behind each other depending on the view angle. The card is great for games,
but I wouldn't recommend it if you mainly need hardware acceleration for 3D
As for Unreal, publisher Epic Megagames now supports D3D; check it out at
http://unreal.epicgames.com/Versions.htm. It works very well with the G200.
Support for these and other 3D games is available at
http://www.matrox.com/mga/drivers/patch_demos/home.htm. On the downside, if
your favorite game supports only 3Dfx hardware using the Glide drivers,
you're out of luck.
One of the keys to success in the high-tech business, whether for hardware
or software, is adaptability, and the G200 features this in spades.
Available add-ons include a flat panel daughter card; the Rainbow Runner
video editing card with hardware Motion JPEG video capture and TV tuning;
and a hardware DVD video daughter card for hardware accelerated MPEG-2
video playback. The G200 does not support MPEG-2 video playback in software.
How much for all this performance? Less than you might think. The list
price for the 8MB version, bundled with several applications--Micrografx
Picture Publisher, Micrografx Simply 3D, Netscape Communicator, PointCast
Client, and Imagination Software IMAGinE--is $169, although you can
typically find it for $20-$30 less. If you don't care about the apps, a
recent search on CNET found the OEM version (without bundled software,
except for control programs and drivers) at $99 from Micro X-Press
If you're looking for the perfect holiday gift for your computer
graphics-loving friend or relative, this is one to consider seriously. Just
be sure to get the right version. Try asking a vague question, like, "So
what's all this about AGP, anyway?". If the intended recipient claims not
to have an AGP motherboard, get the PCI version (the G200 SD PCI, scheduled
for release later this year).
Find more at http://www.matrox.com/mga/
daVinci 3D Review
If you want to create an organic 3D shape from life, your best bet is to
use one of the new laser scanners, such as Polhemus' nifty hand-held
device, Minolta's portable Vivid 700, or Real 3D's RealScan. Of course, if
you don't happen to have the $30K or so required to purchase one of those
devices, or if you need to create an object that doesn't exist in the real
world, you're back to modeling. Kinetix's 3D Studio MAX offers a number of
alternatives for organic modeling, including spline-based patches and
NURBS, plus Peter Watje's excellent Surface Tools plug-in. None of these is
terribly easy to use, so Digimation has lowered the organic modeling
learning curve with daVinci 3D, a new 3D Studio MAX plug-in developed by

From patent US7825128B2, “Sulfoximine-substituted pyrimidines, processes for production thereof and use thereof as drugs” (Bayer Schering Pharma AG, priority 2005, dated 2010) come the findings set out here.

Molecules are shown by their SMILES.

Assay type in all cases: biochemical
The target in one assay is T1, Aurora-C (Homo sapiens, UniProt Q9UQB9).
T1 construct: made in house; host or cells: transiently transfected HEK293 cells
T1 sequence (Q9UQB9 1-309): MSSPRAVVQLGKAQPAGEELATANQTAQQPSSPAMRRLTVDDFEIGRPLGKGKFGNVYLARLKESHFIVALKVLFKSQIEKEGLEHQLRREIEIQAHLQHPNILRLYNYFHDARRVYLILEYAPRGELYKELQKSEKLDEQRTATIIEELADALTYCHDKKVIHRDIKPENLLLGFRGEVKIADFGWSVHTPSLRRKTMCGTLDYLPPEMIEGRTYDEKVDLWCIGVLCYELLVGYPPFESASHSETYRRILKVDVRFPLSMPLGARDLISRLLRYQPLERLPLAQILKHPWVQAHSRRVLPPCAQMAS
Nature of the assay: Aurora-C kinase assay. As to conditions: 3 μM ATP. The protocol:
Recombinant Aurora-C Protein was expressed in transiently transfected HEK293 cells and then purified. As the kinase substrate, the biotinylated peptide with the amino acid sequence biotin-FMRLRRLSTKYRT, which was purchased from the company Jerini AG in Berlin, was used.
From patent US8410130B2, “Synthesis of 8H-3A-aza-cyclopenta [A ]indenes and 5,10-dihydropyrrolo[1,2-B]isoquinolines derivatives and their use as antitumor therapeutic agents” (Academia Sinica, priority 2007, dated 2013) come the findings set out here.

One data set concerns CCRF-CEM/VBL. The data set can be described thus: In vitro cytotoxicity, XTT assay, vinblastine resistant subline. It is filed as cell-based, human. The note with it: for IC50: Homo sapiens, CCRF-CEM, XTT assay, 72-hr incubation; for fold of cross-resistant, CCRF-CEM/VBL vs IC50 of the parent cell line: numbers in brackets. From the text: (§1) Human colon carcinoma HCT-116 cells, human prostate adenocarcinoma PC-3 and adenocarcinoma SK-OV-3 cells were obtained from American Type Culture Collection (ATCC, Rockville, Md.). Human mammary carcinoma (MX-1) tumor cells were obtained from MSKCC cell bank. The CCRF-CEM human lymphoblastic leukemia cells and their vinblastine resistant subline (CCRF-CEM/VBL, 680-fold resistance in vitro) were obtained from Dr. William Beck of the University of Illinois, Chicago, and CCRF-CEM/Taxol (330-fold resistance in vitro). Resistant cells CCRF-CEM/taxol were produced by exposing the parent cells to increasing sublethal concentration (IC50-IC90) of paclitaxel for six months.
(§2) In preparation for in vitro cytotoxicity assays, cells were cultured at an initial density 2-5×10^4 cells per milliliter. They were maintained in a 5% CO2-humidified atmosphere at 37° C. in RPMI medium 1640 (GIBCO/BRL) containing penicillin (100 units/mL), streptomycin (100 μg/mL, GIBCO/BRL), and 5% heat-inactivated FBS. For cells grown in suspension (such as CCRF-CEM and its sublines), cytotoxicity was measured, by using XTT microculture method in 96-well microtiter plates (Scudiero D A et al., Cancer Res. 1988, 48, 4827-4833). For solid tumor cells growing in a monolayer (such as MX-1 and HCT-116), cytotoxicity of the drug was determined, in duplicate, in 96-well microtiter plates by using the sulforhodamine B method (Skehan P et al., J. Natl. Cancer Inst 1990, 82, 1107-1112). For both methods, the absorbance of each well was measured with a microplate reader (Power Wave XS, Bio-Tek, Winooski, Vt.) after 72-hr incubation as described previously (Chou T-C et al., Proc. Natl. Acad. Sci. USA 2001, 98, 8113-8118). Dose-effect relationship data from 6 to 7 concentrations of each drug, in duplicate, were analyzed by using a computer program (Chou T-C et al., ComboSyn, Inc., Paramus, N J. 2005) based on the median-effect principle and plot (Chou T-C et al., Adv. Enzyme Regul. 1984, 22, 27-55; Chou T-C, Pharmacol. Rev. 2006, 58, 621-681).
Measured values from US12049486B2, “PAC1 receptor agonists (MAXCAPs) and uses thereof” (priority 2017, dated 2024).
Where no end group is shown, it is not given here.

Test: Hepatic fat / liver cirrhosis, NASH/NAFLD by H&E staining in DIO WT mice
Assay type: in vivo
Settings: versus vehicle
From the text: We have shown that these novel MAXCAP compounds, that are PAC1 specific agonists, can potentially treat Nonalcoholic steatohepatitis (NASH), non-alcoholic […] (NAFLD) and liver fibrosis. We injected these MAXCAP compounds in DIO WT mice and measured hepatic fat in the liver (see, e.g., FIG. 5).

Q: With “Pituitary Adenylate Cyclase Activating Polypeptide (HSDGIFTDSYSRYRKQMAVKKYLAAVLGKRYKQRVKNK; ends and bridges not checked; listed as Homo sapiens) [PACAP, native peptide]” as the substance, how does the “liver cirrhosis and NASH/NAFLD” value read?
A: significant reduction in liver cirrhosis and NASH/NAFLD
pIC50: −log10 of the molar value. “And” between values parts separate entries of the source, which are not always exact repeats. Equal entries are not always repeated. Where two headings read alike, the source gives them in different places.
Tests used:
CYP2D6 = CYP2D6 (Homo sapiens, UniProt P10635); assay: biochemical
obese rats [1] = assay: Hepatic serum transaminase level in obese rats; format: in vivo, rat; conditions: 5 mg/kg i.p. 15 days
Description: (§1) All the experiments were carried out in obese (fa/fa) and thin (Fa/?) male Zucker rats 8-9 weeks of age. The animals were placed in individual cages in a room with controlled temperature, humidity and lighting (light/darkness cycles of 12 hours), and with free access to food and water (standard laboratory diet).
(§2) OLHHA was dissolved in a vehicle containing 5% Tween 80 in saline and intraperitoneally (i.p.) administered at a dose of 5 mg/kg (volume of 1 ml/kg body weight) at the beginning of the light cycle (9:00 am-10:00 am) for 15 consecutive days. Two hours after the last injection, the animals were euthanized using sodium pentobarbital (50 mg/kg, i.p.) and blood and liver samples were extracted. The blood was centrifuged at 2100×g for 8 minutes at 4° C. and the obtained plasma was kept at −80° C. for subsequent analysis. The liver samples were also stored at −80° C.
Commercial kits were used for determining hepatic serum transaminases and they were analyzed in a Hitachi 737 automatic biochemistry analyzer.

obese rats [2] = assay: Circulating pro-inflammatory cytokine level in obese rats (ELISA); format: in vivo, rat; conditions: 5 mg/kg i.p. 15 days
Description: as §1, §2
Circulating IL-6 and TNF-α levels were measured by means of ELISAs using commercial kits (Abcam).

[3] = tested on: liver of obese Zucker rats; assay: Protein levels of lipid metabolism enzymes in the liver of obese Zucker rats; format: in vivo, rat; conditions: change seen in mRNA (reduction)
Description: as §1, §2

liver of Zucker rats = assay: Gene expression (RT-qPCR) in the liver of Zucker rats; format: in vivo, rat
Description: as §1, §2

daVinci 3D's manual describes the plug-in's modeling paradigm as the
creation of "minimal" surfaces: the smallest, smoothest surface that passes
through its boundary conditions. You start by creating a flat membrane,
which can be a rectangle, a circle or an ellipse. In wireframe views, the
shape is depicted as a skein of irregular, medium-sized triangles,
surrounded by a curve whose points can be manipulated by dragging them up,
down or sideways. The technical term is "triangular elastic membrane
surface," or TEMS.
Next, you would typically add a point or a spline-like curve (the latter
drawn point by point), which give you additional control over the shape of
your surface. Moving a individual point away from the surface affects the
membrane's shape, while a curve, by default, is "free," which means you can
move it (and its points) around the membrane's surface without affecting
the latter's shape or structure. But once you embed the curve into the
surface, the membrane's mesh redefines itself in an intelligent way, giving
greater resolution where needed at areas of greater curvature.
Unfortunately, as you drag the curve, the plug-in tries to redefine the
membrane in real time, slowing down feedback. It would have been preferable
to give the user a "redraw on release" option for reduced response time.
The embedded curve thus becomes part of the membrane's structure, and if
closed can actually define a hole in the membrane.
To allow a curve to actually affect a membrane's shape, you set its type to
Pivot. Now, when you move the curve or its points, the membrane deforms
itself in an intuitive way, forming "minimal" contours between the
manipulated entity or entities and other curves and points on the membrane.
If you need to be able to further shape these contours, you set the curve
type to Clamp. Thereafter, you can access tangent points attached to the
curve, which let you modify the membrane contours by dragging them in
Once you have a Pivot or Clamp curve, you can add a child membrane inside
the curve, and you can continue building in this way. Thus you can create
complex hierarchical membrane objects such as a humanoid figure. Other
controls let you determine the display and render precision, which affect
only how the membranes display, as well as alter the underlying mesh
density. You can also set which types of entities (e.g., points, curves)
are visible. A membrane actually has six different types of sub-objects,
and you're typically switching rapidly among them when modeling with
daVinci 3D. Keyboard shortcuts would have helped make this process smoother
In addition, you can add control points to curves, and clone curves. You
can define a curve as a hole, trimming away the surface inside or outside